Motivated by the distinctive paradoxical nature of the Nigerian economy as the only OPEC oil-exporting economy that yet depends heavily on the importation of gasoline, we are compelled to re-examine the accuracy of the oil-based augmented Philips curve model in the predictability of inflation. Using quarterly data from 1970 to 2020, we investigate whether including the exchange rate into the oil price-based augmented Phillips curve improves the accuracy of forecasting inflation for the Nigerian economy. We rely on the outcomes of our preliminary analysis to account for the presence of endogeneity, persistence, and conditional heteroscedasticity in the predictability of inflation following the Westerlund & Narayan (2015) procedure. We find the extended variant of the oil price-based Phillips curve model that includes the exchange rate pass-through as most accurate for improving inflation forecasts in Nigeria. Given the robustness of our results from several models, we conclude that the exchange rate channel through which shocks to the oil price transmit into the economy is essential for forecasting inflation.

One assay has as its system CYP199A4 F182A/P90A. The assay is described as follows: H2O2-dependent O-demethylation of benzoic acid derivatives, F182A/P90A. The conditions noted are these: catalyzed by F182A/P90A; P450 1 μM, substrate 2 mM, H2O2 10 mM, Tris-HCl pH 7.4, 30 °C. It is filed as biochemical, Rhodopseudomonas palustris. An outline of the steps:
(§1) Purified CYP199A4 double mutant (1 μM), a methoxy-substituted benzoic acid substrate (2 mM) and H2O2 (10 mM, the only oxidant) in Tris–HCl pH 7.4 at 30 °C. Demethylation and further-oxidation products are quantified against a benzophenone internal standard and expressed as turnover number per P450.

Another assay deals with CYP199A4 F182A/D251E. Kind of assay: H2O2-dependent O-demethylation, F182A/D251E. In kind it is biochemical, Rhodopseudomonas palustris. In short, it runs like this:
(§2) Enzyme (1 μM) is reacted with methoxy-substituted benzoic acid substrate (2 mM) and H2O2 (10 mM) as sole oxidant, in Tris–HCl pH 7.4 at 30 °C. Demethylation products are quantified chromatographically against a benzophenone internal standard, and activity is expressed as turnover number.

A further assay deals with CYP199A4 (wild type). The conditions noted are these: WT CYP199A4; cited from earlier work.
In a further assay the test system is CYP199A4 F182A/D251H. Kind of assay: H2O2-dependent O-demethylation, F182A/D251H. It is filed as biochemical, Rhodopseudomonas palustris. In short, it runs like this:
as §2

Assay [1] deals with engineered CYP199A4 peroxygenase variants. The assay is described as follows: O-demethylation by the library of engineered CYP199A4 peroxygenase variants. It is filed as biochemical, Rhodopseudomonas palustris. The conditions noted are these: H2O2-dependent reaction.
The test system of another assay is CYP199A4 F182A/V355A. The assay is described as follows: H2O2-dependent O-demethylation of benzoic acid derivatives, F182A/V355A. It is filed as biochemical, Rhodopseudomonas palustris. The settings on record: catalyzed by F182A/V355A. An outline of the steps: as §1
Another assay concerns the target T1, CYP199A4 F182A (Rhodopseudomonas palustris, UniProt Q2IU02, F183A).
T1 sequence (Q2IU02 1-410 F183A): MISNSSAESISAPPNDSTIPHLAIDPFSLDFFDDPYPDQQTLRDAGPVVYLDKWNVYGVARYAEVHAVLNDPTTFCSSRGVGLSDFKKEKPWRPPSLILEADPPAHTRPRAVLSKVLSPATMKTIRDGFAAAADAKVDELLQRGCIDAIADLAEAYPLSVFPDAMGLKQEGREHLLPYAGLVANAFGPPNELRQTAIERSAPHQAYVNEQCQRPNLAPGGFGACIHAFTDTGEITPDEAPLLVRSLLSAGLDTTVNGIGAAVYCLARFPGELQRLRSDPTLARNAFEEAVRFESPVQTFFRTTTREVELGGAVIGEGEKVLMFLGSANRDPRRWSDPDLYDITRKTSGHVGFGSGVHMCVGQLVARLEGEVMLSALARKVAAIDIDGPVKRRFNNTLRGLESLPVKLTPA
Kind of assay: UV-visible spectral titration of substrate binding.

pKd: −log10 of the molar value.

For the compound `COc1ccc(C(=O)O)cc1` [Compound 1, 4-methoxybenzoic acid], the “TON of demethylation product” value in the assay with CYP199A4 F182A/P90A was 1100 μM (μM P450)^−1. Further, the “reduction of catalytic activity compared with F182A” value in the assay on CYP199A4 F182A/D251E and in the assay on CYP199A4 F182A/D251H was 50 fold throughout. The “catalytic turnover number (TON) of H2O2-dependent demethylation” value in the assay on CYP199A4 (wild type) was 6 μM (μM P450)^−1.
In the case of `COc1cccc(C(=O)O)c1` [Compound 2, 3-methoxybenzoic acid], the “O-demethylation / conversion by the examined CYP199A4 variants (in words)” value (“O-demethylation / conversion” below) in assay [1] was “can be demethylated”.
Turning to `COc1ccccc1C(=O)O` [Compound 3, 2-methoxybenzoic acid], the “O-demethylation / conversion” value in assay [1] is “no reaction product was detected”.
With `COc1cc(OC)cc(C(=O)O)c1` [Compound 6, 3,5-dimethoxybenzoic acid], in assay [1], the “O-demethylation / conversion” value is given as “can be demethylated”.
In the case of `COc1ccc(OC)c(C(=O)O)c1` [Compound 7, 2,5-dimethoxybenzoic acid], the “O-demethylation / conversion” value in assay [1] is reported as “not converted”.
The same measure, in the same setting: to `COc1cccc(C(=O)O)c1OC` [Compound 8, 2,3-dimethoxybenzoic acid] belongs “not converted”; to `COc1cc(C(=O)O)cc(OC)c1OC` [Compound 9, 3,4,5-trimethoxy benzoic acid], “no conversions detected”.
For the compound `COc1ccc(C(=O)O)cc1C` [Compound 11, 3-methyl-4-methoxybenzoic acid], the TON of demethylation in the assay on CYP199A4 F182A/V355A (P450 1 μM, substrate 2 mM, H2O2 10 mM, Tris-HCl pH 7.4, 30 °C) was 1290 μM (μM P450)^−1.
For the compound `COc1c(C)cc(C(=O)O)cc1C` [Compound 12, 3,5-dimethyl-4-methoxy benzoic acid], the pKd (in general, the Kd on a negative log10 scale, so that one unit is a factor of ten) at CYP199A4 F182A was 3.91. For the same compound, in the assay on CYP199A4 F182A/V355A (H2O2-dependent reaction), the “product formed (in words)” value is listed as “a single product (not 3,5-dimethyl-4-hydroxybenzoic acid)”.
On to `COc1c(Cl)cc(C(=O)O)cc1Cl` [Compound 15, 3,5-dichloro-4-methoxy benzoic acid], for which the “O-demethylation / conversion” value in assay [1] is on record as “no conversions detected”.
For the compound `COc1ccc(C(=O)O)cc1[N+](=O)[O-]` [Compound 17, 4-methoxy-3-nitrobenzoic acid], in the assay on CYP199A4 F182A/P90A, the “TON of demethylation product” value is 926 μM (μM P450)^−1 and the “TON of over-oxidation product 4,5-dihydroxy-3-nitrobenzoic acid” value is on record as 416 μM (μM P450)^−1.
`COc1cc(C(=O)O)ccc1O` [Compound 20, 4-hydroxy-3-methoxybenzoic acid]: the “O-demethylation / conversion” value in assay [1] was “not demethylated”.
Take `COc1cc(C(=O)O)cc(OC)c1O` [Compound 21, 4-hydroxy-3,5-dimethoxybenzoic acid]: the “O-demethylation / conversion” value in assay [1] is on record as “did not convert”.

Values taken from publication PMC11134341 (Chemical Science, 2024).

Revisiting the accuracy of inflation forecasts in Nigeria: The oil price-exchange rate-asymmetry perspectives
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